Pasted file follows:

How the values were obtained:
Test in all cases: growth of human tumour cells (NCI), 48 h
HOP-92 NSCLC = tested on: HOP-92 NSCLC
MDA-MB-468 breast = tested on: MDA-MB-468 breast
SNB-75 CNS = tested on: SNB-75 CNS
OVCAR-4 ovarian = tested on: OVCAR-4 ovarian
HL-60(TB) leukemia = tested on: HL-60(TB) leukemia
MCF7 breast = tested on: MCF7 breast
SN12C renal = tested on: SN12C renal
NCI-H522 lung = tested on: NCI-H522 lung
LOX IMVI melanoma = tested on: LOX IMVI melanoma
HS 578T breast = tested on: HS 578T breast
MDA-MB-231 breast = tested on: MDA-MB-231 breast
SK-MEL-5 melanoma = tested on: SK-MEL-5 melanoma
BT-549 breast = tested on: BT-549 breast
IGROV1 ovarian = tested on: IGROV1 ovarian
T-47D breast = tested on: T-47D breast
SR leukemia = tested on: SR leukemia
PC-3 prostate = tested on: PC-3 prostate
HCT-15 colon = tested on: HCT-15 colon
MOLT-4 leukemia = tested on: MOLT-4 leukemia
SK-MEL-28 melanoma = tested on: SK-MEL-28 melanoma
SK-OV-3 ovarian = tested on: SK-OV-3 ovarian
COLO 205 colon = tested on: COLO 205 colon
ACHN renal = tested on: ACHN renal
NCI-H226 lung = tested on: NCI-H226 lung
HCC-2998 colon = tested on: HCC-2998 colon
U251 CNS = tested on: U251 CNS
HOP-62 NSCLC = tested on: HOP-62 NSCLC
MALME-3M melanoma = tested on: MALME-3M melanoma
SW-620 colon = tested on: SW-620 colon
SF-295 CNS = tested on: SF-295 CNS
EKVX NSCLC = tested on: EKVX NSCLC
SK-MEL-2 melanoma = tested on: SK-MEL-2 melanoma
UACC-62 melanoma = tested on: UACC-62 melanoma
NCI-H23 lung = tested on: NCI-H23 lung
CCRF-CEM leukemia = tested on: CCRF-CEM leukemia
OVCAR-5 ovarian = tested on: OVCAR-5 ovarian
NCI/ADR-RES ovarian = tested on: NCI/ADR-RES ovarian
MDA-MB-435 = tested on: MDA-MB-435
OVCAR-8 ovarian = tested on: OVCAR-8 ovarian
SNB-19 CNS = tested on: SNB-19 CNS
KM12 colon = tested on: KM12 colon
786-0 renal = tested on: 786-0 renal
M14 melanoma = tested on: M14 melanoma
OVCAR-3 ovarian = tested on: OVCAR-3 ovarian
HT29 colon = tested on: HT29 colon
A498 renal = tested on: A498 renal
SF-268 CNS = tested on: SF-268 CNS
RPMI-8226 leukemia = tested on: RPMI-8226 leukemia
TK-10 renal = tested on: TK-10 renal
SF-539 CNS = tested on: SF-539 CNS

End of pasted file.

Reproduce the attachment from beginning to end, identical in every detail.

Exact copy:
How the values were obtained:
Test in all cases: growth of human tumour cells (NCI), 48 h
HOP-92 NSCLC = tested on: HOP-92 NSCLC
MDA-MB-468 breast = tested on: MDA-MB-468 breast
SNB-75 CNS = tested on: SNB-75 CNS
OVCAR-4 ovarian = tested on: OVCAR-4 ovarian
HL-60(TB) leukemia = tested on: HL-60(TB) leukemia
MCF7 breast = tested on: MCF7 breast
SN12C renal = tested on: SN12C renal
NCI-H522 lung = tested on: NCI-H522 lung
LOX IMVI melanoma = tested on: LOX IMVI melanoma
HS 578T breast = tested on: HS 578T breast
MDA-MB-231 breast = tested on: MDA-MB-231 breast
SK-MEL-5 melanoma = tested on: SK-MEL-5 melanoma
BT-549 breast = tested on: BT-549 breast
IGROV1 ovarian = tested on: IGROV1 ovarian
T-47D breast = tested on: T-47D breast
SR leukemia = tested on: SR leukemia
PC-3 prostate = tested on: PC-3 prostate
HCT-15 colon = tested on: HCT-15 colon
MOLT-4 leukemia = tested on: MOLT-4 leukemia
SK-MEL-28 melanoma = tested on: SK-MEL-28 melanoma
SK-OV-3 ovarian = tested on: SK-OV-3 ovarian
COLO 205 colon = tested on: COLO 205 colon
ACHN renal = tested on: ACHN renal
NCI-H226 lung = tested on: NCI-H226 lung
HCC-2998 colon = tested on: HCC-2998 colon
U251 CNS = tested on: U251 CNS
HOP-62 NSCLC = tested on: HOP-62 NSCLC
MALME-3M melanoma = tested on: MALME-3M melanoma
SW-620 colon = tested on: SW-620 colon
SF-295 CNS = tested on: SF-295 CNS
EKVX NSCLC = tested on: EKVX NSCLC
SK-MEL-2 melanoma = tested on: SK-MEL-2 melanoma
UACC-62 melanoma = tested on: UACC-62 melanoma
NCI-H23 lung = tested on: NCI-H23 lung
CCRF-CEM leukemia = tested on: CCRF-CEM leukemia
OVCAR-5 ovarian = tested on: OVCAR-5 ovarian
NCI/ADR-RES ovarian = tested on: NCI/ADR-RES ovarian
MDA-MB-435 = tested on: MDA-MB-435
OVCAR-8 ovarian = tested on: OVCAR-8 ovarian
SNB-19 CNS = tested on: SNB-19 CNS
KM12 colon = tested on: KM12 colon
786-0 renal = tested on: 786-0 renal
M14 melanoma = tested on: M14 melanoma
OVCAR-3 ovarian = tested on: OVCAR-3 ovarian
HT29 colon = tested on: HT29 colon
A498 renal = tested on: A498 renal
SF-268 CNS = tested on: SF-268 CNS
RPMI-8226 leukemia = tested on: RPMI-8226 leukemia
TK-10 renal = tested on: TK-10 renal
SF-539 CNS = tested on: SF-539 CNS